We hear the story of Helen’s life and how she arrived at Wildfell Hall in her own words in the form of a journal. From her coming out, rejection of two older, suitable suitors, and acceptance of a younger rake she loves to the slow, inevitable dissolution of her marriage, Helen shows a fortitude, independence and feminist tendencies that is unusual for a novel written during those times. Wives did not shut their husbands out of their bedrooms, nor did they leave their husbands in the middle of the night to find anonymous refuge in a remote area. Women during that age, and honestly up until fairly recent times, were expected to look the other way while their husbands did whatever they wanted. Many consider The Tenant of Wildfell Hall and Helen Huntingdon the first feminist novel and heroine, respectively.
Anne Bronte wrote only two novels in her short life, Agnes Grey and The Tenant of Wildfell Hall. That she is less well-known than her sisters Charlotte and Emily can be laid directly at Charlotte Bronte’s feet. Charlotte, the only Bronte sibling to live past 30, refused to allow Tenant to be re-published after Anne’s death, stating “Wildfell Hall it hardly appears to me desirable to preserve. The choice of subject in that work is a mistake, it was too little consonant with the character, tastes and ideas of the gentle, retiring inexperienced writer.” Reading about Anne’s life on Wikipedia (4) and the impression I get about Charlotte’s relationship and attitude about Anne (5) makes my heart ache for the youngest and possibly strongest of the Bronte sisters and the wrong done by her after her death.
If I have one complaint about Tenant it is the exhausting pious attitude of Helen. Anne was much more religious than her sisters and it shows in her work, especially Tenant. I don’t agree or disagree with Helen’s religious beliefs and I understand why a person in her situation would rely so heavily on faith to get her through her trials, but Helen’s sermonizing does get old.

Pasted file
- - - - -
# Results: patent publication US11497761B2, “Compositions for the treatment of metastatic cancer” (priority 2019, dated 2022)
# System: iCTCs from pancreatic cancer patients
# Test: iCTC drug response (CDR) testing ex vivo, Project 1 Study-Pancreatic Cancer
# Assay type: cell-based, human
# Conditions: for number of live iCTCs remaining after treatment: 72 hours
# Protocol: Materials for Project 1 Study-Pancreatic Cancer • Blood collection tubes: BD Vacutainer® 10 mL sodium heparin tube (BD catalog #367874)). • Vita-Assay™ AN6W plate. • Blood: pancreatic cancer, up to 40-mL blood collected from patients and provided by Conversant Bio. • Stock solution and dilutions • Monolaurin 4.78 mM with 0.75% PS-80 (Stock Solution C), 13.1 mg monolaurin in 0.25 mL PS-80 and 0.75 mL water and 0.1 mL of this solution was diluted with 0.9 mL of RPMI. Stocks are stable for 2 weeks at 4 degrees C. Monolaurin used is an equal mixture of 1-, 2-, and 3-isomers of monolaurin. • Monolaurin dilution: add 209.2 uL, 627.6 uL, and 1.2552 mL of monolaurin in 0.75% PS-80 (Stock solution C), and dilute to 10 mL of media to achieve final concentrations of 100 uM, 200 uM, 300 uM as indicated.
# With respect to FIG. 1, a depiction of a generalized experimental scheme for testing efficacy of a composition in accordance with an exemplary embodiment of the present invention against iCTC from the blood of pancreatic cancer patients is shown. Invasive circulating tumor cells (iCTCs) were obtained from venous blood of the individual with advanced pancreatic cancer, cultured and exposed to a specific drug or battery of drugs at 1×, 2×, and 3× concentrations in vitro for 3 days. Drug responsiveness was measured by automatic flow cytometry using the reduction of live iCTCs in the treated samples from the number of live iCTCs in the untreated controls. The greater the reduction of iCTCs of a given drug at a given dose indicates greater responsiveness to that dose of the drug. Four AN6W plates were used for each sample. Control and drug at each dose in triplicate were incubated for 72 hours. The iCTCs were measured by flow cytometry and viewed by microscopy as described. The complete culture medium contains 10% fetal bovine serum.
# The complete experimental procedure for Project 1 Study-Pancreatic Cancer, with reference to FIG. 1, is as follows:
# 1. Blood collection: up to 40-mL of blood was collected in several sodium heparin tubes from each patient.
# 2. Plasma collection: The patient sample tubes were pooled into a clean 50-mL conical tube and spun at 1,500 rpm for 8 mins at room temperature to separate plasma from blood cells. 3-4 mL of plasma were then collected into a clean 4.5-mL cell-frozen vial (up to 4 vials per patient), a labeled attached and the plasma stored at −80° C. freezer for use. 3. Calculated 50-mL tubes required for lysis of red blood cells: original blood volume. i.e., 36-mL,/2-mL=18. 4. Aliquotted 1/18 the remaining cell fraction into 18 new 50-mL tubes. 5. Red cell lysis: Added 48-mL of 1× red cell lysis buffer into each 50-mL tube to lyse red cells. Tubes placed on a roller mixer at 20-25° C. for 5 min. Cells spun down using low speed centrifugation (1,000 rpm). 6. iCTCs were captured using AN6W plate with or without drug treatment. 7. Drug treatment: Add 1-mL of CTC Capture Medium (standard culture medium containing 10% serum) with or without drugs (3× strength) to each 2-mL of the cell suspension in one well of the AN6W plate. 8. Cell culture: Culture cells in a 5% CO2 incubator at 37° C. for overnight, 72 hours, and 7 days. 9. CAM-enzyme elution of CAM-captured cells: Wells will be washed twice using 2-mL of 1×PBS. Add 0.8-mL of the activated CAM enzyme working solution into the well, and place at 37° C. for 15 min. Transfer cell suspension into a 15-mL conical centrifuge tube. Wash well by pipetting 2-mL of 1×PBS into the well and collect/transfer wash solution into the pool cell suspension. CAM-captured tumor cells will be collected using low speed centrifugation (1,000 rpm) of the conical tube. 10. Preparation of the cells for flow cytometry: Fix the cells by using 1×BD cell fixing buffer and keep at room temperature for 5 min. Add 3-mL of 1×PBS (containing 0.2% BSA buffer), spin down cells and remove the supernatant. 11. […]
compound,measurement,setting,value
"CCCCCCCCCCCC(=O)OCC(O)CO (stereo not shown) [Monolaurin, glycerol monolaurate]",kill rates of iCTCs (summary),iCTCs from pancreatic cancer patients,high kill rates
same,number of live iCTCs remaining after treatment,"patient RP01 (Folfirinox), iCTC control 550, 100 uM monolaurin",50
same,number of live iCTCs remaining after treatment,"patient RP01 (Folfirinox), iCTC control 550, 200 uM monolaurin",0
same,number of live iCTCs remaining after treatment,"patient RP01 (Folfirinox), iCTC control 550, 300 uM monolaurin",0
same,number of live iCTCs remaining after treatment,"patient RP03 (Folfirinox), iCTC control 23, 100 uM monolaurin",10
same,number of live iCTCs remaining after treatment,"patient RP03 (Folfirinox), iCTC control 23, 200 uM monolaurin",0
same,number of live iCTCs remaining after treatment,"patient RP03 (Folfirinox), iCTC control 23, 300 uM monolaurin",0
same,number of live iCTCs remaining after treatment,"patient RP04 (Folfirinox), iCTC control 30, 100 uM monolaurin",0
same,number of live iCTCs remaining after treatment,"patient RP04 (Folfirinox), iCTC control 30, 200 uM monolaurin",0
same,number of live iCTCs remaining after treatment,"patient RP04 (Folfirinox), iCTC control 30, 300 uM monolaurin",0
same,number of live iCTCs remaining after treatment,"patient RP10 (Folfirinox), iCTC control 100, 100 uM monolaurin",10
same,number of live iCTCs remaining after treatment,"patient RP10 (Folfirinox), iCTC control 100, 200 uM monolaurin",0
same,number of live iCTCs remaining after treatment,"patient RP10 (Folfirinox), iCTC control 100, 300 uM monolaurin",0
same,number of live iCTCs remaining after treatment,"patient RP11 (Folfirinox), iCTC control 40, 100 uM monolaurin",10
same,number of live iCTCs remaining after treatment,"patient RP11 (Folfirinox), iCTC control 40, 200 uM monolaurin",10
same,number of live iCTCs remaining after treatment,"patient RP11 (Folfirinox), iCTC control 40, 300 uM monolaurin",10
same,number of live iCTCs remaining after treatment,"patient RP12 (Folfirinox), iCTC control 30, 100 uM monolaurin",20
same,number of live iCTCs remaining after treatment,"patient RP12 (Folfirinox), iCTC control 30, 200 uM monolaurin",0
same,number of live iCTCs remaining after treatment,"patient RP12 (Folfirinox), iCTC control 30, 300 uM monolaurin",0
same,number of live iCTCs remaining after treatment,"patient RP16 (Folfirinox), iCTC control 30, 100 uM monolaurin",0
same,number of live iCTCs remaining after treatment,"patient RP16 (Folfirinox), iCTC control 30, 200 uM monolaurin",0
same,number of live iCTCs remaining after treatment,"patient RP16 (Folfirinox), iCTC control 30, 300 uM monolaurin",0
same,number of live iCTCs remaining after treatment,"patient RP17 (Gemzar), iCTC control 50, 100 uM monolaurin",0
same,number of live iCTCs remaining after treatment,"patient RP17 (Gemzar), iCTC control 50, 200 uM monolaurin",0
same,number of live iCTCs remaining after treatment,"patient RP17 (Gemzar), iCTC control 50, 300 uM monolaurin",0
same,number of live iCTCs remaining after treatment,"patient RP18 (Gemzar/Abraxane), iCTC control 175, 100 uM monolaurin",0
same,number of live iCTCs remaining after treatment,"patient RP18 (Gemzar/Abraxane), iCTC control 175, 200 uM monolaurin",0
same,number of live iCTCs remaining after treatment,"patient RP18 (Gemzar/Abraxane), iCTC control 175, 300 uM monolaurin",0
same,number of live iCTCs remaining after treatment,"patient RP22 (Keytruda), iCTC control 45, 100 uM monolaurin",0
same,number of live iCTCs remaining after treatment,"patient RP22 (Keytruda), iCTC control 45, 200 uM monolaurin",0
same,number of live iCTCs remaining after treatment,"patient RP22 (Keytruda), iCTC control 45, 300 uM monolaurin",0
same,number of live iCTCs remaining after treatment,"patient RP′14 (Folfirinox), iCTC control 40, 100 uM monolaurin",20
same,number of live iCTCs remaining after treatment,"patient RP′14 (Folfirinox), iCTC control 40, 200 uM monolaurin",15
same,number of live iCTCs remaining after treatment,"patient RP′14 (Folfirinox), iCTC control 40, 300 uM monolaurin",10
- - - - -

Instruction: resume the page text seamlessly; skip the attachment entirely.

While I don’t think the Brontes will ever supplant Jane Austen as my favorite 19th century British author, Anne Bronte might have just passed Charlotte as my favorite Bronte. (6) More telling than that is the fact that The Tenant of Wildfell Hall (★★★★★) has skyrocketed into my top five classics along with Pride and Prejudice, Persuasion, North and South and The House of Mirth. It is a novel that I eagerly look forward to revisiting many times during my life.
- As well as The Classics Club and my 1001 Books Challenge.
- Yes, they were married “in the sight of God” but still, not married in the modern sense of the word.
- The “I Love Lucy Syndrome,” where watching and reading acts make you uncomfortable because you can see yourself in those acts. Do not assume I have ever lived a debauched life like Arthur Huntingdon, but I have been drunk and embarrassed myself before.
- The impression I get is that Charlotte did not like Anne nor respect her work. It makes her refusal to allow Anne’s work published seem petty and makes me like Charlotte less. I must read Elizabeth Gaskell’s biography of Charlotte soon and find more information about Anne.
- Especially in light of my impressions of Charlotte’s actions after Anne’s death.
- The Tenant of Wildfell Hall (★★★★★) by Anne Bronte
- Paperback: 432 pages
- Language: English
- ISBN-10: 1853264881
- ISBN-13: 978-1853264887